Seelos is appointed as superior of the parish mission band and departs from his beloved Annapolis, bound for missions across 10 states in 2 years. No matter where he goes, he is always sought out by clergy and the people alike. It is said that people seemed to think that they had not made a “good confession” if they did not confess to him. Fr. Benedict Neithart, who attended many missions with Seelos, said, “Everybody flocked to him for confession, instruction, and consolation. Indeed, he became all unto all.” Fr. Thaddeus Anwander, another fellow missionary, relays this humorous anecdote: “He could not very plainly preach in English and one day trying his very best, an Irish lady remarked, though she understood very little what he said, ‘It does me good to see that holy priest struggle so hard.’” It seems everyone could relate to Blessed Seelos!
As the Civil War rages on, it becomes Seelos’ duty as Redemptorist rector to keep the students (and himself) out of military service, which is against Redemptorist rules. In an effort to avoid the draft, Seelos consults with the provincial and the community, who decide to quickly ordain twenty of the twenty-three students. However, Seelos is not entirely assured of his and the newly-ordained priests’ exemption from the draft, so he travels to Washington where he meets with President Lincoln and other officials. They received their order for exemption, “and the storm passed over thanks to God and the intercession of Mary,” Seelos writes in a letter to his sister.
Seelos is removed as prefect of students due to a series of negative and grossly inaccurate letters written to the Redemptorist superior general in Rome, chiefly by Fr. Mueller, who Seelos replaced as prefect in 1857. Seelos’ appointment apparently did not sit well with Mueller, who’s letters betrayed a smoldering vindictiveness toward his replacement. He states, “The only thing I have against Fr. Seelos is that he has not the judgement, wisdom, and reflection, the manner and method to direct the students in the spirit of the Congregation.” Seelos is devastated by his removal from office, but continues as rector and pastor of St. Mary’s parish. | Shown above, a photo of Fr. Michael Mueller.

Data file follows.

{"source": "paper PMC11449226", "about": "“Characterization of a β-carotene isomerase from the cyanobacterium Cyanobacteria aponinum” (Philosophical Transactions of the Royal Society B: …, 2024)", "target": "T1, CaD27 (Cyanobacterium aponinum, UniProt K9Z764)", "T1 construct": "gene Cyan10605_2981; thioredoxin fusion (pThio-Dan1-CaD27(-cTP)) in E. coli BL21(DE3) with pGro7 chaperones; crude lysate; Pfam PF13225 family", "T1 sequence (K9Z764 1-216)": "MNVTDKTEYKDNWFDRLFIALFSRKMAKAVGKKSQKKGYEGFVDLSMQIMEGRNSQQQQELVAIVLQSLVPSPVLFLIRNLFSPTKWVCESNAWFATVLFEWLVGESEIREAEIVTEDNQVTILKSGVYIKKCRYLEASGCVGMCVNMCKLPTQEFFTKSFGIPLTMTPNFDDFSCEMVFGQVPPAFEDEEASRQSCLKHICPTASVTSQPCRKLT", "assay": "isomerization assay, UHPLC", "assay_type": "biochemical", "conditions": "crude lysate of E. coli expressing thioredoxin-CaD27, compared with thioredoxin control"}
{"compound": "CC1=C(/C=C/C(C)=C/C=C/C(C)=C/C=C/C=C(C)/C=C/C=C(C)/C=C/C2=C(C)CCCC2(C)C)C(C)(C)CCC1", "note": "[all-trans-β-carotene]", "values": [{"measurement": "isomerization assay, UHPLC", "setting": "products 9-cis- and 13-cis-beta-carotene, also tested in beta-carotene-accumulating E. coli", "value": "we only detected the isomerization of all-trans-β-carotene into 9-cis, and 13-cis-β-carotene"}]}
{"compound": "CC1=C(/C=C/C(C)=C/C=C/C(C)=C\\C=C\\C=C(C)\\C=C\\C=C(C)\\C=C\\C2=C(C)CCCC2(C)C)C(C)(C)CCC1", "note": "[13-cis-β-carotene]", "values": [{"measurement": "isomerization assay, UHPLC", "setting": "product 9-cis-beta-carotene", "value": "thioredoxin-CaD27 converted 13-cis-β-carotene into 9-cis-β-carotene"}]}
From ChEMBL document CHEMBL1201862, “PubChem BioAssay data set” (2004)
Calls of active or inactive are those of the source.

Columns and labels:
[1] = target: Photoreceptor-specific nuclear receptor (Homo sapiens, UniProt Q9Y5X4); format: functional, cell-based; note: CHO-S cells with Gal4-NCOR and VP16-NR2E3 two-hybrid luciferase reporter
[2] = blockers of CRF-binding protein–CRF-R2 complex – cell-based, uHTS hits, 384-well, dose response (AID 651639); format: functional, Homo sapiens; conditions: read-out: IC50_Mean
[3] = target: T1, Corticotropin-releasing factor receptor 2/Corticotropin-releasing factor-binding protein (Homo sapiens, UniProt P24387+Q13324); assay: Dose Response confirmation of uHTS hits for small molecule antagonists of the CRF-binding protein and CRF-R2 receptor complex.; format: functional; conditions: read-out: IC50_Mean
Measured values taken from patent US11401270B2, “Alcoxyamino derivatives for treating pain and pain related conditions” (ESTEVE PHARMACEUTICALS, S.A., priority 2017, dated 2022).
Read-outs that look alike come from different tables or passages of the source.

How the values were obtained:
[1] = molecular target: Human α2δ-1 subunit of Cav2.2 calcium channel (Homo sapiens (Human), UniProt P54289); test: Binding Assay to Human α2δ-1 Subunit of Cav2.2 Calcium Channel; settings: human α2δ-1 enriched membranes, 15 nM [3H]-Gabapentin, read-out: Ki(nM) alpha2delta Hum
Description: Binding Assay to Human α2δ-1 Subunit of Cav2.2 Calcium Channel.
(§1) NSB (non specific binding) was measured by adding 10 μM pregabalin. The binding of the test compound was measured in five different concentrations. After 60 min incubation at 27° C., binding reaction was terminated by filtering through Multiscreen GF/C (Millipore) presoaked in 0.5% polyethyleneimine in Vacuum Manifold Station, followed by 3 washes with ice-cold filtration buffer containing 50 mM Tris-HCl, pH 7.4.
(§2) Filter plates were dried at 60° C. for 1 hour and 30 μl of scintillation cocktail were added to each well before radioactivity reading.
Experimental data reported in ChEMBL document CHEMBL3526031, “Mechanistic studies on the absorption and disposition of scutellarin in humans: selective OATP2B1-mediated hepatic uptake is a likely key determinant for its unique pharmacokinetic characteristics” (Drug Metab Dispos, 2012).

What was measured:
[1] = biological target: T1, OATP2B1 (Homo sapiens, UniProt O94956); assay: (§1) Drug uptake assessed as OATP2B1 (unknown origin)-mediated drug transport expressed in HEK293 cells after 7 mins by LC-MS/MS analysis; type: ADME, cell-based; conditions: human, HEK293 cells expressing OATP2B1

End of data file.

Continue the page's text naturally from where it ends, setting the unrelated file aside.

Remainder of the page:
Because of the harsh weather in Cumberland, the Redemptorists decide to move the students to the milder climate of Annapolis, and their beloved prefect Seelos with them. He was delighted at this move, stating in a letter to his sister Antonia, “Annapolis is now so wonderful that it really is too beautiful for me.” He again takes on the role of rector and pastor of St. Mary’s, as he did five years earlier.
Seelos’ joy of being appointed to St. Mary’s is short-lived. Only a month after arriving he is transferred to Cumberland, Maryland to become the superior and prefect of students at the Redemptorist seminary. This sudden change is due to multiple student criticisms about the current prefect, Fr. Michael Mueller, and his rigid, melancholy personality which has created an “unhealthy situation” at the seminary. The man responsible for Seelos’ reassignment, Fr. Augustine Hewit, says, “The one whom I think best fitted for it is Fr. Seelos. He is a saint in spirituality, and an angel in sweetness.” Naturally, Seelos wins the hearts of everyone there almost immediately. Within a few months, the number of seminary students doubles. Fr. Mueller does not take this news very well. | Shown above, a sketch of the monastery and church at Cumberland by Fr. Louis Dold, the church’s second pastor (1851-1853).